The Daily News Journal
|Juan Carlos Martinez|
Murfreesboro police arrested Juan Carlos Martinez, 37, of North Rutherford Boulevard 3 p.m. Monday at the police department.
According to the police report provided to The Daily News Journal, Martinez told officers he started touching the 9-year-old girl months ago. The suspect went into great detail about the extent of the abuse, the report stated. He was charged on four counts of sexual battery by an authority figure and two counts of rape of a child. Officers noted that the investigation is ongoing and other charges may be added. No bond information was provided.
Montgomery Police Department received a disturbance call from the 400 block of East Park Street at about 3:30 p.m. Monday, according to police officials.
Further investigation identified Mount as the suspect. He was then arrested by MPD on Monday.
Mount was taken to the Montgomery County Detention Facility and is being held for a collective bond total of $75,000 ($60,000 for kidnapping and $15,000 for attempted sexual abuse).
UPDATE: Anchorage police say Thomas Goodwin has been arrested on an outstanding warrant for sexual abuse of a minor. Goodwin is being taken in for questioning and will later be transferred to the Anchorage jail.
Police are asking for public help in finding 35-year-old Thomas Goodwin who is wanted on sexual abuse of a minor charges. Image courtesy of Anchorage Police Department.
Anchorage police are asking for public help to locate an Anchorage man who is wanted on charges related to sexual abuse of a minor and is actively avoiding arrest, police wrote in a press release Wednesday.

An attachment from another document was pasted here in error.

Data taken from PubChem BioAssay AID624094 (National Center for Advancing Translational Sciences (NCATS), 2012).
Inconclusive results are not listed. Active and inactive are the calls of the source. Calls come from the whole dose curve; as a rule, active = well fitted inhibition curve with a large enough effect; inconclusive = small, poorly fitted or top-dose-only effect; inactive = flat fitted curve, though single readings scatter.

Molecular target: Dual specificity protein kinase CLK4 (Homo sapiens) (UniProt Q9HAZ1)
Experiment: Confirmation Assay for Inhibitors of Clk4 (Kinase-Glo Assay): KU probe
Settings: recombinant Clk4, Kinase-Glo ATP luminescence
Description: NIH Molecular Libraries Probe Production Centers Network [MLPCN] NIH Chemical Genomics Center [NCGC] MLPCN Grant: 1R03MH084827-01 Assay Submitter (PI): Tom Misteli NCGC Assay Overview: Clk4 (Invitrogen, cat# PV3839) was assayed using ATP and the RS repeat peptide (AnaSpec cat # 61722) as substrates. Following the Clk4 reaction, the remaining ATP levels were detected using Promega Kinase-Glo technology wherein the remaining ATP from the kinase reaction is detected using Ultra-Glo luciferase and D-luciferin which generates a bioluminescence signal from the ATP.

Thomas Goodwin, 35, lived with a female friend in Anchorage for about three months in early 2014. The woman had three daughters between the ages of five and 11.
A warrant for Goodwin's arrest was obtained this month, on two counts of sexual abuse of a minor in the second degree.
What! It took 4 months to obtain a warrant? I guess Alaska time is way slower than the rest of the universe.
"Goodwin is aware of the warrants and is actively avoiding capture," officials wrote. "Police are concerned there may be more victims."
Anyone with information about his whereabouts is asked to contact Detective Torres with Anchorage police at 786-8573 or provide an anonymous tip on the Crime Stoppers hotline at 561-STOP.
|Jose Luis Perez-Santana|
Jose Luis Perez-Santana, 32, of Scranton, will go to trial on charges of rape of a child and related counts. Scranton police said he began sexually assaulting a girl, now 16, when she was 10 or 11.
Louis Loney, 57, of Dunmore, will face trial for involuntary deviate sexual intercourse and related counts after Dunmore police said he sexually assaulted a boy for more than a year, starting when the victim was 8.
Both remain in Lackawanna County Prison. Formal arraignments are scheduled for Dec. 11.
— JOSEPH KOHUT
|Mia Cummings, 31, of Oakland, |
has been acquitted of sexually abusing
a 14-year-old All Saints Catholic
HAYWARD, California -- Branded a child molester, the former Catholic school employee spent two years in jail, ripped away from her son when he was just 3. But on Tuesday, a jury set the woman free, acquitting her of molestation charges that could have sent her to prison for nearly two decades.
Mia Cummings, 31, of Oakland "wept tears of relief and gratitude" in Alameda County Judge Kevin Murphy's Hayward courtroom as a clerk read consecutive not guilty verdicts, said her attorney David Cohen, who defended Cummings with his Bay Area Criminal Lawyers associate Cherie Wallace.